Pro School Epilogue 2-8-15

After a few days, it’s back to work and reality. I did not look for any games this weekend, but one of my associations has a tournament next weekend, so hopefully I can pick up a few games. I just wanted to wrap up a few thoughts about pro school, as this will be the final blog entry.

The overall experience with TUS was nothing short of fantastic. It really was a life changing experience for me in so many ways. Not in a dramatic way, but more of achieving an accomplishment, something that you may have never thought you’d do. There were a lot of little realizations about myself, the ability to stick it out, the ability to write this blog, and the realization that hard work and a positive attitude can have an impact on other lives. It was definitely difficult and not for the faint of heart, the long days and physical and mental demands were a challenge. But that is what I had hoped for. When I went to Wendelstedt’s 2 week course in 2013, I was disappointed for a couple or reasons. One, I thought to myself, “I made the effort to come all the way out here, why didn’t I just stay and complete the 5 week course?” It felt like unfinished business to me, and that is a big reason why I returned to pro school. Second, while the field drills at Harry’s were excellent, the overall professionalism and organization, particularly the classroom work, was disappointing. Everything besides the field drills seemed to be off the cuff and with little advance planning, or not much thought or effort put into it. They never seemed to analyze their methodologies and look for ways to improve upon that. It seemed like they just wanted to rest on their laurels of being the best, and that they didn’t need to change, self analyze, or improve.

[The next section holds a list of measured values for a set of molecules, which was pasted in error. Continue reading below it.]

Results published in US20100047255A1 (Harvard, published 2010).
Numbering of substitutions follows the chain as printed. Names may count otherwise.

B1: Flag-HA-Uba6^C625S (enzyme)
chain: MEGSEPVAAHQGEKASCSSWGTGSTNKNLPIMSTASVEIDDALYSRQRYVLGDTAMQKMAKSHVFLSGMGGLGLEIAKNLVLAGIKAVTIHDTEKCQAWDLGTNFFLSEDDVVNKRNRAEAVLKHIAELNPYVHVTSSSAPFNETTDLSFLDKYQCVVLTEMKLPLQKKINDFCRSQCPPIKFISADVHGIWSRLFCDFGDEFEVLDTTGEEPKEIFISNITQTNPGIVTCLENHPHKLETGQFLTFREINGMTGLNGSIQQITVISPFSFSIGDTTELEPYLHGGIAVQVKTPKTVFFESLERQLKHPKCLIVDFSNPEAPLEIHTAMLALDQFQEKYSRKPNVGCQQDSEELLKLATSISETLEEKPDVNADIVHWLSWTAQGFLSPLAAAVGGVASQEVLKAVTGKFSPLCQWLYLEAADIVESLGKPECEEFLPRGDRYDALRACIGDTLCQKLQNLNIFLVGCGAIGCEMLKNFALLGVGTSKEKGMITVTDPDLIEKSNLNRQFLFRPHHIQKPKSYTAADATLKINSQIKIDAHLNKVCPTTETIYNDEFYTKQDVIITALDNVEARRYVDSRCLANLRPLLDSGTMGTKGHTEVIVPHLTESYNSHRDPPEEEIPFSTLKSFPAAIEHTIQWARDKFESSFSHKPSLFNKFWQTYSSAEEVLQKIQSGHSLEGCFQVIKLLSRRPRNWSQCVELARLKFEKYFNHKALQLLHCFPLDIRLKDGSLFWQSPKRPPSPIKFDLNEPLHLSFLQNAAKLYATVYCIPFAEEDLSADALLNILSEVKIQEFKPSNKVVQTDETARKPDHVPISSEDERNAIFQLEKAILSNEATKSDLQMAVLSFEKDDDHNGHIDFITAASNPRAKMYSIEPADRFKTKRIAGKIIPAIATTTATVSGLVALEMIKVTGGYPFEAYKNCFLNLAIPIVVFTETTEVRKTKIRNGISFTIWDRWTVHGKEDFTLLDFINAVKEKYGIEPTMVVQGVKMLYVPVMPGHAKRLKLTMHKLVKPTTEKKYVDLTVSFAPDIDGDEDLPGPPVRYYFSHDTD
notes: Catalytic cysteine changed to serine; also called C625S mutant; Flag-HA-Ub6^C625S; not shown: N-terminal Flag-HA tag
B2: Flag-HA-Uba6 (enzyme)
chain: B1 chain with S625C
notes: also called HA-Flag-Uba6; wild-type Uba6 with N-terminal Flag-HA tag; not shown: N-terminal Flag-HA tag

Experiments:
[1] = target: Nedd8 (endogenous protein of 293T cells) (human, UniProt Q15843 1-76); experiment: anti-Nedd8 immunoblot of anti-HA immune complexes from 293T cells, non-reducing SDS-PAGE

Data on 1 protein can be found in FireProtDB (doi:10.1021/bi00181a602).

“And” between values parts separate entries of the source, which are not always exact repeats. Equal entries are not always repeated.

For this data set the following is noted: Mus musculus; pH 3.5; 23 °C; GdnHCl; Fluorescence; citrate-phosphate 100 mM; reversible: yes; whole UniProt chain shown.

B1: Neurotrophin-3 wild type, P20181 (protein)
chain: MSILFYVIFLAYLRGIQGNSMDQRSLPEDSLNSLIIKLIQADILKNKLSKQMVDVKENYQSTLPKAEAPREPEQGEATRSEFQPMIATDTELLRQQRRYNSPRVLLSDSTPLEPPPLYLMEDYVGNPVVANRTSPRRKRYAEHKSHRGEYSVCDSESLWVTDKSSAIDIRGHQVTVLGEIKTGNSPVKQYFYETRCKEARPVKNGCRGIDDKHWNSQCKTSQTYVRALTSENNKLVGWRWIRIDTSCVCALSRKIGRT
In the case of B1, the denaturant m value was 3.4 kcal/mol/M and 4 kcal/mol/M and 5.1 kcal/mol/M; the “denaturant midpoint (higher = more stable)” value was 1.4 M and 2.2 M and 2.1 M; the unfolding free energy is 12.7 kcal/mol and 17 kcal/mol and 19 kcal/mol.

I expected that professional umpire school should be like a PhD program of umpire training. I can tell you that TUS was just that and more. Every aspect of what they did was carefully planned, structured, and well carried out. From the meals, lodging, classroom work, field work, tests and everything else, no stone was left unturned. The organization and attention to detail was unsurpassed, and they even made some slight changes every so often in order to try things out, or change some things that weren’t working that well. It was evident that they met probably daily to discuss how things were going. You need self analyzation to improve any organization, and TUS understands this concept. The instructors all had a common goal of improving the students, no matter the skill level or the individual ability to implement certain things. They worked with students body types and individual characteristics to make you look and perform the best to your abilities. They treated me no different that the 22 year old looking for a job. And while I connected better with a few of the instructors, they were all helpful and professional. We’ve all been to clinics where some of the instructors don’t mesh well with students, or seem to want to be somewhere else. Not the case here. Everyone of them worked hard each and everyday to help us and they all were committed to the school’s mission. You just won’t find better instruction anywhere, period. That statement is not intended to demean other clinics, because there are fine schools, clinics, and camps everywhere, but for the length of time and instruction, it’s hard for anyone else to come close. I have to say, TUS was pretty darn impressive.